Monday, July 18, 2005

 

rasberry splotches on my countertop

I just finished making eleven jars of raspberry jam. (It was supposed to be twelve jars, but apparently the portions I spooned into the mason jars were too generous. Oh well.) Only I would do this: never having made jam before in my life, I decide to make it at 10 at night, when the kitchen is cluttered with dishes to be done, and me in my favorite tank top (BUDDHAFUL stretches across the front of it) that I didn’t really want to stain with splotches of red. But I had bought a flat of organic raspberries at the farmers’ market today, and I suddenly realized I should probably make them the day I bought them. My 74-year-old friend, Mary, gave me the recipe for freezer jam as we bobbed in the pool today. (Hydrofit at the Magnolia outdoor pool, on a clear blue-skied day, genuinely hot, and 60 people in the water.) And I went right from there to Ballard, where they close off several cobblestoned streets to all the local farmers, selling their homegrown cheeses and wines, fit-to-burst peaches, and gorgeous Rainier cherries. Every week now, since I returned home from Sitka, I meander over to the famers’ market on Sunday, and I always enjoy it. But today, the sun shone fiercely, not a cloud in the sky, and I watched everyone’s mood lighten with each passing moment. My downstairs neighbor came with me today, and at a certain point, she turned to me and said, “Have I just been hibernating beneath a rock for months? How have I not been here yet?” I don’t know. I’m glad she came today. Today, a Jamaican man played the steel drums on the sidewalk in front of the peaches. Another man with shades stretched across his face played the electric guitar, contorting his face to emote. And a pale man handed out free balloons shaped into animals, although the little kids all seemed scared by them. And there was a moment in the middle of it all, when a plastic bag stuffed with fresh fruit dragged on my left arm, and the sun shone through my smudged sunglasses, when I could feel my body open to all this happiness and just let go into it.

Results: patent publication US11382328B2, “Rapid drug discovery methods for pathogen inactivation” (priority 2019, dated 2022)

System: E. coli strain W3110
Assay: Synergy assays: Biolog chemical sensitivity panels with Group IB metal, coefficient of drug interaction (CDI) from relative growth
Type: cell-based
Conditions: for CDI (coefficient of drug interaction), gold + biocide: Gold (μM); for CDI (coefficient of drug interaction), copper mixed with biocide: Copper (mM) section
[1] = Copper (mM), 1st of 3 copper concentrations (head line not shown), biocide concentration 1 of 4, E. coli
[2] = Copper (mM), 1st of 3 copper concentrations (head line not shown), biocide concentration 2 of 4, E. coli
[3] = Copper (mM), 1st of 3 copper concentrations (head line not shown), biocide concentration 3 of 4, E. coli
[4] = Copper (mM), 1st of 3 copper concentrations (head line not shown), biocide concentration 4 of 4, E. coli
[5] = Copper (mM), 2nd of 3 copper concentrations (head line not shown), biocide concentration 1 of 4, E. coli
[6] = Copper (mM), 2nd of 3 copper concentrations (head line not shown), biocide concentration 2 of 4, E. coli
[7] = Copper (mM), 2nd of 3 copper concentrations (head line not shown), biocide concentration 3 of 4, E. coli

I’m hoping that all this will be in the taste of the jam.

I’ve never made jam before, but now it feels like time. Since I got the gluten-free diagnosis, and I’m feeling healthier than I ever have in my life, I’ve been cooking continuously. The other day, I bought a bottle of exquisite olive oil from Sicily, so good that the shopkeeper had me taste a spoonful, without any accompaniment. It tasted like sharp green olives, warmed by the sun. I closed my eyes to taste it better. So I made homemade pesto, with organic basil and toasted pine nuts, and the olive oil melding it all together. Yum. Hummus with lemon juice, kalamata olives, and cilantro. I could eat that every day. Quinoa pasta. Arugula salads with local goat cheese. Sauteed chicken salad with parsley and scallions. And now, this jam. There’s something deeply satisfying about these domestic tasks. When I was younger, I had no time for them, thinking them something that women in the 50s did. (My brief, angry feminist phase.) But now, I realize that cooking food, doing the dishes, and (now) making jam, are just meditative acts. And considering that I’ll be giving most of these away as gifts, it’s just another way to love people.

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